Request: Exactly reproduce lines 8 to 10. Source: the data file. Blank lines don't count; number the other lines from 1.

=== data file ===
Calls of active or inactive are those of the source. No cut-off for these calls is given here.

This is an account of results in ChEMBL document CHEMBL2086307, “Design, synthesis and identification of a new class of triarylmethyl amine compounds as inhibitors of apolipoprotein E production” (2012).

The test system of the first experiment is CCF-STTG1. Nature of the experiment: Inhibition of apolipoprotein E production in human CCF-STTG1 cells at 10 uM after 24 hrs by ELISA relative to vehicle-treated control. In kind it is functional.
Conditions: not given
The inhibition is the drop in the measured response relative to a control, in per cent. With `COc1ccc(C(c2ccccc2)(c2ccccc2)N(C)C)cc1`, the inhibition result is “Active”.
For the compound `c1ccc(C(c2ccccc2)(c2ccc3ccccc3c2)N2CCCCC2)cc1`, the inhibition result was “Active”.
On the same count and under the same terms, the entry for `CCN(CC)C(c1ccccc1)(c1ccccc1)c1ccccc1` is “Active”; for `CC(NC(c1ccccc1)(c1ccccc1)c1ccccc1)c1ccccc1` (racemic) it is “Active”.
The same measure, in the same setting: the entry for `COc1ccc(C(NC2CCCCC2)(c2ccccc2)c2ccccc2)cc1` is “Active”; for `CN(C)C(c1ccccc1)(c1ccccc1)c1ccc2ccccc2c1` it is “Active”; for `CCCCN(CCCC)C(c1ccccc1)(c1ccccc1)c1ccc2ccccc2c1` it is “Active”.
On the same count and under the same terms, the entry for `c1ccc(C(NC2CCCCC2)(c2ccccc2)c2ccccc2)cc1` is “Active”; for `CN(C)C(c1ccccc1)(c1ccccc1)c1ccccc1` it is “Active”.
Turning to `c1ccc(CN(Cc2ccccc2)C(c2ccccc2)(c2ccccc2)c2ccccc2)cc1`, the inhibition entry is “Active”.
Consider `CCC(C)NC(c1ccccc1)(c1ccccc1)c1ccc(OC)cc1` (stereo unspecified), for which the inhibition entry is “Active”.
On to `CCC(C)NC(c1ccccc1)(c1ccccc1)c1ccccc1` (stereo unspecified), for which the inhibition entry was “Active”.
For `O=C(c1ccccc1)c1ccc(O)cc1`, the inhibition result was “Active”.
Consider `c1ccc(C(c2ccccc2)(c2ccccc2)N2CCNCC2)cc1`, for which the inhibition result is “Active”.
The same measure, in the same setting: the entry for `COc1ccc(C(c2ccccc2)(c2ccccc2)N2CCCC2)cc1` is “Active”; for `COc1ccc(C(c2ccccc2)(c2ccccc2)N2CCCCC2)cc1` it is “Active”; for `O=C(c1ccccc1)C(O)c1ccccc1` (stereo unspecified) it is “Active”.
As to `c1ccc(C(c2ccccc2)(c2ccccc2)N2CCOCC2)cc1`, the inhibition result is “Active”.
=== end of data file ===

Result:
The same measure, in the same setting: the entry for `COc1ccc(C(NC2CCCCC2)(c2ccccc2)c2ccccc2)cc1` is “Active”; for `CN(C)C(c1ccccc1)(c1ccccc1)c1ccc2ccccc2c1` it is “Active”; for `CCCCN(CCCC)C(c1ccccc1)(c1ccccc1)c1ccc2ccccc2c1` it is “Active”.
On the same count and under the same terms, the entry for `c1ccc(C(NC2CCCCC2)(c2ccccc2)c2ccccc2)cc1` is “Active”; for `CN(C)C(c1ccccc1)(c1ccccc1)c1ccccc1` it is “Active”.
Turning to `c1ccc(CN(Cc2ccccc2)C(c2ccccc2)(c2ccccc2)c2ccccc2)cc1`, the inhibition entry is “Active”.